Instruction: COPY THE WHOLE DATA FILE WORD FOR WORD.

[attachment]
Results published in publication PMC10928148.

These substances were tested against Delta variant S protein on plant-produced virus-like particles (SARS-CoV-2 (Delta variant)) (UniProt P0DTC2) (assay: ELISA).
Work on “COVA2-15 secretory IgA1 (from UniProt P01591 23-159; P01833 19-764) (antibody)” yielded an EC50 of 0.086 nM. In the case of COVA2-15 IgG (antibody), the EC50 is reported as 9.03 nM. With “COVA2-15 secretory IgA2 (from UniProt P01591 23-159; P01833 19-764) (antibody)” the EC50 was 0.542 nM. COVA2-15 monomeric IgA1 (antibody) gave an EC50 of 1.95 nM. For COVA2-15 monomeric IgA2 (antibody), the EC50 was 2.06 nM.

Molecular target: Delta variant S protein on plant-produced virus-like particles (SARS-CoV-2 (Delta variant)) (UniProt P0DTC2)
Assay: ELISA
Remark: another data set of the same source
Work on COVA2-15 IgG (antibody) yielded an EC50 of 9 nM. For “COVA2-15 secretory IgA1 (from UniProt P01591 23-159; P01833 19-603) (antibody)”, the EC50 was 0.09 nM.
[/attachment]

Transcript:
Results published in publication PMC10928148.

These substances were tested against Delta variant S protein on plant-produced virus-like particles (SARS-CoV-2 (Delta variant)) (UniProt P0DTC2) (assay: ELISA).
Work on “COVA2-15 secretory IgA1 (from UniProt P01591 23-159; P01833 19-764) (antibody)” yielded an EC50 of 0.086 nM. In the case of COVA2-15 IgG (antibody), the EC50 is reported as 9.03 nM. With “COVA2-15 secretory IgA2 (from UniProt P01591 23-159; P01833 19-764) (antibody)” the EC50 was 0.542 nM. COVA2-15 monomeric IgA1 (antibody) gave an EC50 of 1.95 nM. For COVA2-15 monomeric IgA2 (antibody), the EC50 was 2.06 nM.

Molecular target: Delta variant S protein on plant-produced virus-like particles (SARS-CoV-2 (Delta variant)) (UniProt P0DTC2)
Assay: ELISA
Remark: another data set of the same source
Work on COVA2-15 IgG (antibody) yielded an EC50 of 9 nM. For “COVA2-15 secretory IgA1 (from UniProt P01591 23-159; P01833 19-603) (antibody)”, the EC50 was 0.09 nM.